Plausibility Check: The Germanization of Eastern European Jews en masse after a Central Powers WWI victory?

Futurist

Ad Honoris
May 2014
16,916
SoCal
#1
Would it have been plausible to Germanize Eastern European Jews (specifically the Jews in Germany's new Eastern European puppet states) en masse after a Central Powers World War I victory?

The idea came to me by reading about how the French were able to turn Algerian Jews into Frenchmen after they conquered Algeria (to the point that almost all Algerian Jews emigrated after Algeria acquired independence--probably mostly to France). Also, another inspiration for this idea is that Yiddish is essentially German with Hebrew letters--which in turn suggests that it would be easier to transform Eastern European Jews into Germans (even if they will still have a different religion than the overwhelming majority of Germans) than it would be to turn other Eastern Europeans (such as Poles, Ukrainians, Belarusians, Balts, Finns, and Caucasians) into Germans.

Anyway, does this idea sound plausible? If so, how exactly should a victorious Germany have aimed to successfully accomplish the Germanization of Eastern European Jews en masse after a Central Powers victory in World War I?
 

Rodger

Ad Honorem
Jun 2014
5,660
US
#2
From my readings, I believe that most Germans in the Prussian sector of Poland tended to relate to the Germans more then the Polish. The majority of the Jews lived in the cities with the majority of the Germans. Yiddish is really influenced by German. So, given time, I believe the Jewish population in the rest of eastern Europe could have eventually become relatively Germanised, if the anti Semitism of Hitler had not given rise. And with a German victory in WW1, that was unlikely.
 

Futurist

Ad Honoris
May 2014
16,916
SoCal
#3
From my readings, I believe that most Germans in the Prussian sector of Poland tended to relate to the Germans more then the Polish.
You mean "most Jews in the Prussian sector of Poland", no?

The majority of the Jews lived in the cities with the majority of the Germans. Yiddish is really influenced by German. So, given time, I believe the Jewish population in the rest of eastern Europe could have eventually become relatively Germanised, if the anti Semitism of Hitler had not given rise. And with a German victory in WW1, that was unlikely.
Yeah, that makes sense. IMHO, German anti-Semitism was really, really irrational considering that Ashkenazi Jews were arguably the most Germanized population in Eastern Europe other than the Germans themselves.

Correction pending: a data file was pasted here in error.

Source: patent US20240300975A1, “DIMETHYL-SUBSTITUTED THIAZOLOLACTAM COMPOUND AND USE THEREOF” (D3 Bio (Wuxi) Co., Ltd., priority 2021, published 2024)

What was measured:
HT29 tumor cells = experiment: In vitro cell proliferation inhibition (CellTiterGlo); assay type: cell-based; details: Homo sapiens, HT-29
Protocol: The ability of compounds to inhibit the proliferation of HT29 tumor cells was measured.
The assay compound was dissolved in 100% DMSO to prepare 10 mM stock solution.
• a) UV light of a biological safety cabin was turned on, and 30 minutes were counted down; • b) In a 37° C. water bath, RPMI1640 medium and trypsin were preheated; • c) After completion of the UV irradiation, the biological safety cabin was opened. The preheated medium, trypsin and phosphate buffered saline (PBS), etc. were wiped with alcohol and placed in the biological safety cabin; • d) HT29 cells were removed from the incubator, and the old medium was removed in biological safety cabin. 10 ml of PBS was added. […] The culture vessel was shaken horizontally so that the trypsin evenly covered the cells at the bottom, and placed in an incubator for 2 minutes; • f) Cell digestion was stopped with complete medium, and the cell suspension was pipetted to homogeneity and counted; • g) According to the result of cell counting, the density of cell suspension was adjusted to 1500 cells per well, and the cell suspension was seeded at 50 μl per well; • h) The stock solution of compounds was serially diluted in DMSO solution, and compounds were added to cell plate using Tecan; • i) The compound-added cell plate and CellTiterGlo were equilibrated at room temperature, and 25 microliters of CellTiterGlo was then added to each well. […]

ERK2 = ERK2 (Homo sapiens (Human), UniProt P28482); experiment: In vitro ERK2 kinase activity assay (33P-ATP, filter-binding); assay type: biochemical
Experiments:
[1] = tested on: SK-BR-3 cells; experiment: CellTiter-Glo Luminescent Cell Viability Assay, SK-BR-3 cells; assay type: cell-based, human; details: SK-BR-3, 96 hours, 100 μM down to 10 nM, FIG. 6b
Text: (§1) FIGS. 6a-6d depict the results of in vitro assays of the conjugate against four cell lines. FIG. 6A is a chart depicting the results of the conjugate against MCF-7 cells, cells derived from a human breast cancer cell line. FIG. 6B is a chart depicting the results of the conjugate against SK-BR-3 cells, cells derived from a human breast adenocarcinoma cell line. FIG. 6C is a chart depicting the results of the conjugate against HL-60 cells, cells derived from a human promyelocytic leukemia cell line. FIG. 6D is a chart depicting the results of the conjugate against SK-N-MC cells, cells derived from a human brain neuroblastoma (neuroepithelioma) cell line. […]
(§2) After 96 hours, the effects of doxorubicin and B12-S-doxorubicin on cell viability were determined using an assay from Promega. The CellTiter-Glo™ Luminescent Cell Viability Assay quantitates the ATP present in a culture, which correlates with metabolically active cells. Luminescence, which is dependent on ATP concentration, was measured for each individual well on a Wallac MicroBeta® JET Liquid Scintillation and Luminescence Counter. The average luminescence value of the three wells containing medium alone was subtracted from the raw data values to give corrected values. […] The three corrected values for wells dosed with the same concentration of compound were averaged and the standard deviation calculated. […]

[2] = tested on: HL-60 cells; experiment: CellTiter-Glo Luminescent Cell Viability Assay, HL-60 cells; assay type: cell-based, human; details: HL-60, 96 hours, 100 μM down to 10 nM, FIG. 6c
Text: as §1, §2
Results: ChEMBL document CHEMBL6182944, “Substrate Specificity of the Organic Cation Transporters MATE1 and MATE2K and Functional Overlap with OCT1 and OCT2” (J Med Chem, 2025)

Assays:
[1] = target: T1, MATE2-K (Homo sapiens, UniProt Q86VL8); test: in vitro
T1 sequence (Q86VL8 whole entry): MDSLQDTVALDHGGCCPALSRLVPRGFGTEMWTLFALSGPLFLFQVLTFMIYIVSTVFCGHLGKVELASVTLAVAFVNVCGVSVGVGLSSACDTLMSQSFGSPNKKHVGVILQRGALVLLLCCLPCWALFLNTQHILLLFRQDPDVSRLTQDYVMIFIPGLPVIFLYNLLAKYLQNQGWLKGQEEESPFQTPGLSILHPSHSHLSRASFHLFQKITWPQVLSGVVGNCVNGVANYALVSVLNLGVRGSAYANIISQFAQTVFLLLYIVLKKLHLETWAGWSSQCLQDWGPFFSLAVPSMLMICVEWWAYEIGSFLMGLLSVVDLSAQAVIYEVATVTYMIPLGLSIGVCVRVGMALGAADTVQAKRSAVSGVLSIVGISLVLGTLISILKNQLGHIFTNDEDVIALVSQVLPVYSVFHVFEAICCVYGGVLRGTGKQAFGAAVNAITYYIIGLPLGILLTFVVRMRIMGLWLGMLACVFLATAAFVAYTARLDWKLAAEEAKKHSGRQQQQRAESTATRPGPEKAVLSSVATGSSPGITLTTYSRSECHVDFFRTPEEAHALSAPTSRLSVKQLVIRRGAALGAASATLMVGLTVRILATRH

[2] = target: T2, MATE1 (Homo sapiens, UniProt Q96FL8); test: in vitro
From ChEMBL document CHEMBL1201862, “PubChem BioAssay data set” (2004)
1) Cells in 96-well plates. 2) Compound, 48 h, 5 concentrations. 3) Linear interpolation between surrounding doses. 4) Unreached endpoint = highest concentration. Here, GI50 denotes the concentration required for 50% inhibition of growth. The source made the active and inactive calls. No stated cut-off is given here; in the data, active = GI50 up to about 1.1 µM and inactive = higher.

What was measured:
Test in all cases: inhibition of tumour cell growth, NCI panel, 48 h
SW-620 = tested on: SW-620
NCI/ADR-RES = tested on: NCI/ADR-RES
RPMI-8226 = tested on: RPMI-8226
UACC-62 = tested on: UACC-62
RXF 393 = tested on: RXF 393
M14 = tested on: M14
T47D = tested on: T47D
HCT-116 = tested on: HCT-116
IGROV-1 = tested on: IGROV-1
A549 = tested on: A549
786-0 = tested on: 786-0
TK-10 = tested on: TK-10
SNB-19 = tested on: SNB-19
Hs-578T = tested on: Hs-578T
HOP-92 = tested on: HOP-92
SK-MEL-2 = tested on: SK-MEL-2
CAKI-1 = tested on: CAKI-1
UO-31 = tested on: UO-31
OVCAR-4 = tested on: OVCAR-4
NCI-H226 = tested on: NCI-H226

Rodger

Ad Honorem
Jun 2014
5,660
US
#6
OK.

Also, was this true for Jews elsewhere in Eastern Europe as well? Did they also identify more with the Germans than with the Slavs or the Balts?
I would imagine it is like any other enclave situation. Exposure to another culture, especially one that has something to add, leads o an acceptance or enculturation. In these other places, I would surmise there was more of a ghetto mentality. I would say that was the case in the area called beyond the Pale of Settlement. Remember, at a certain point, all Jews within the Russian Empire had to be beyond the Pale. The Jews there did not seem to adapt to the ways of their Polish, Belaurussian or Baltic neighbors.
 
Likes: Futurist

Futurist

Ad Honoris
May 2014
16,916
SoCal
#7
I would imagine it is like any other enclave situation. Exposure to another culture, especially one that has something to add, leads o an acceptance or enculturation. In these other places, I would surmise there was more of a ghetto mentality. I would say that was the case in the area called beyond the Pale of Settlement. Remember, at a certain point, all Jews within the Russian Empire had to be beyond the Pale. The Jews there did not seem to adapt to the ways of their Polish, Belaurussian or Baltic neighbors.
Did this change after the Bolshevik Revolution? I know that there was a lot of Jewish-Gentile intermarriage in the later years of the Soviet Union.
 

Rodger

Ad Honorem
Jun 2014
5,660
US
#10
I know that a significant number of Jews moved out of the Pale of Settlement after 1917. That's why Moscow and St. Petersburg acquired large Jewish population after 1917.
That would make sense, once the Revolution took hold. The old guard had passed a new worldview was present.
 
Likes: Futurist